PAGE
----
General Deterrence (discourages the general public from breaking the law. Rehabilitation (treatment and training that will allow an offender to pay society back for the harm or loss suffered. Denunciation (punishment that shows the condemnation of the offenders conduct.

19. Aggravating Factors are factors that may increase the severity of a sentence while mitigating factors will decrease the severity of a sentence. 20. Discharge, Absolute Discharge (no conditions and no penalty, you are let off the hook), Conditional Discharge (specific terms attached to it that must be met by the offender; there are conditions attached and if the conditions are breached there will be consequences. The accused has no criminal record if they are discharged but a record of the case is kept). Suspended Sentence (when a judge hands you a minimum sentence but you do not have to serve it in prison, however the accused still has a criminal record). Probation (a sentence is given by a judge for a set period of time. The offender serves the sentence in the community, must see a probation officer at set intervals of time, and respect certain conditions). Fines (a specific amount of money that the accused is required to pay for committing a specific crime). Restitution (An alternative that the court has to fines. The offender must pay back the victim for stolen, damaged, or destroyed property. 21. See # 22 for all sentences. 22. Both the Crown and the Defence recommend appropriate sentences to the judge. 23. Maximum security prison, Medium security prison, and minimum security prison. They are useful to society because they help integrate criminals back into society after they have completed their sentence. 24. Identify himself as a police officer; Must inform accused he is under arrest; must promptly inform accused of the charge; must show warrant if any; must read home/her Miranda rights and inform him of his right to counsel, they must touch the person they are arresting to show that they are in custody. 25. Class and Character evidence (General and specific characteristics). 26. Bodily fluids such as blood, semen, sweat, mucus, saliva, urine and DNA such as hair, and fingerprints.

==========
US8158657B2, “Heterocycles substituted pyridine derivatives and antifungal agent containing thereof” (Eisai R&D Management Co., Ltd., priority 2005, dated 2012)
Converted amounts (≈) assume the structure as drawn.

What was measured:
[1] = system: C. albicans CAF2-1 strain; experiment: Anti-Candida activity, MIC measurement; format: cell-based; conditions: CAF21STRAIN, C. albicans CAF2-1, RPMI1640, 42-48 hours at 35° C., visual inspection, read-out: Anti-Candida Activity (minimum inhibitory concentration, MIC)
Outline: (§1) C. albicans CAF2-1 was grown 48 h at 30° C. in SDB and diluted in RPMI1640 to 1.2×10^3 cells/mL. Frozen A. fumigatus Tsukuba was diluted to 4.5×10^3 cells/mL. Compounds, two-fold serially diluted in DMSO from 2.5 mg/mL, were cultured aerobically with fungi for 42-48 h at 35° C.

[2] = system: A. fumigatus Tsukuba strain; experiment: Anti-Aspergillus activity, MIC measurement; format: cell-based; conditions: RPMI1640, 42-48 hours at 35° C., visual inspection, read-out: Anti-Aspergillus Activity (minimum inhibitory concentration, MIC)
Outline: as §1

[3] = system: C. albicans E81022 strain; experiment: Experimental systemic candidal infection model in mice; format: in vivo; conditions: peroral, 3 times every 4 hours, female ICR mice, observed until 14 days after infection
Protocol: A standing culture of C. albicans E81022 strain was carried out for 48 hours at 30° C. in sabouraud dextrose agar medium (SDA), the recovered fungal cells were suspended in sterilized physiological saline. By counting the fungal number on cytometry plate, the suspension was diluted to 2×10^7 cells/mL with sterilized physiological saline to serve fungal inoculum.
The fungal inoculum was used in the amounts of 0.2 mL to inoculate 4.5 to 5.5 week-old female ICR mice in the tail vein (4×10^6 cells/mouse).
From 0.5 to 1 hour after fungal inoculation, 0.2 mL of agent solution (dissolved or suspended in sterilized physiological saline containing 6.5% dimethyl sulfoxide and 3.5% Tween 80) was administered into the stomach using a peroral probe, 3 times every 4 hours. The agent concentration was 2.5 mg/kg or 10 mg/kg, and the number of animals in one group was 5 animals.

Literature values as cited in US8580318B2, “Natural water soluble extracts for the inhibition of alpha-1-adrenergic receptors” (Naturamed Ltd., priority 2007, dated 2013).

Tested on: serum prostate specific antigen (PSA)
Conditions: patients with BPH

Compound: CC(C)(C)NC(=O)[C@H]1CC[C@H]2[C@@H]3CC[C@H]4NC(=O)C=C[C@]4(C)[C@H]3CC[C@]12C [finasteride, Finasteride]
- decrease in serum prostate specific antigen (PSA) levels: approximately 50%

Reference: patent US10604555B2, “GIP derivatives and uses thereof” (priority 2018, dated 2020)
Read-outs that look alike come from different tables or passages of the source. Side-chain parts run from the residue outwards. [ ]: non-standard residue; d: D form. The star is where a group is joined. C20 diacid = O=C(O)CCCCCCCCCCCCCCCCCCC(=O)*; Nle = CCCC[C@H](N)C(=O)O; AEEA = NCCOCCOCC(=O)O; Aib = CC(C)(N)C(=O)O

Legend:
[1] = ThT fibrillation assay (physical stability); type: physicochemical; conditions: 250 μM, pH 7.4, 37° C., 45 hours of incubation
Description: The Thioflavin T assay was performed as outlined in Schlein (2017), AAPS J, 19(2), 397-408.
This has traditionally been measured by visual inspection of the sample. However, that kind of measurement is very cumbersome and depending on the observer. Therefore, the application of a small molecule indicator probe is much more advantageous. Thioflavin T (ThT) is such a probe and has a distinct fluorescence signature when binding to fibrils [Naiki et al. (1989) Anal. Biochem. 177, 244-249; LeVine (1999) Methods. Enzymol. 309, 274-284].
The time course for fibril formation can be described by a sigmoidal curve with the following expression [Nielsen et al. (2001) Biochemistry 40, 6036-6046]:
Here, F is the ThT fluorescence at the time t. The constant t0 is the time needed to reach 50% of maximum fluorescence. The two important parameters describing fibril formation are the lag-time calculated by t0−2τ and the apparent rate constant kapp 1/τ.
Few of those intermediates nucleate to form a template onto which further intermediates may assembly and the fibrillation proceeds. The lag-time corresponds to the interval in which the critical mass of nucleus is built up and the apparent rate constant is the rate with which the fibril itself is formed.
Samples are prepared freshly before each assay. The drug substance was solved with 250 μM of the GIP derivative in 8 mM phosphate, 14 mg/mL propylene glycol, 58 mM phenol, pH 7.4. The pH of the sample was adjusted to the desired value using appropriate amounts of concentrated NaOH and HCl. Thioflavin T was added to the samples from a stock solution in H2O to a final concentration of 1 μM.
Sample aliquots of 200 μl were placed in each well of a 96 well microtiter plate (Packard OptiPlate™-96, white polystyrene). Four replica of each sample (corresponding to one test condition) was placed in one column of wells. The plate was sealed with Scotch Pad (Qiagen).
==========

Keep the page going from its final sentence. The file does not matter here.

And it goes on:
27. Supreme Court is the highest; there is also the superior court of Canada, small claims courts, and the court of appeal.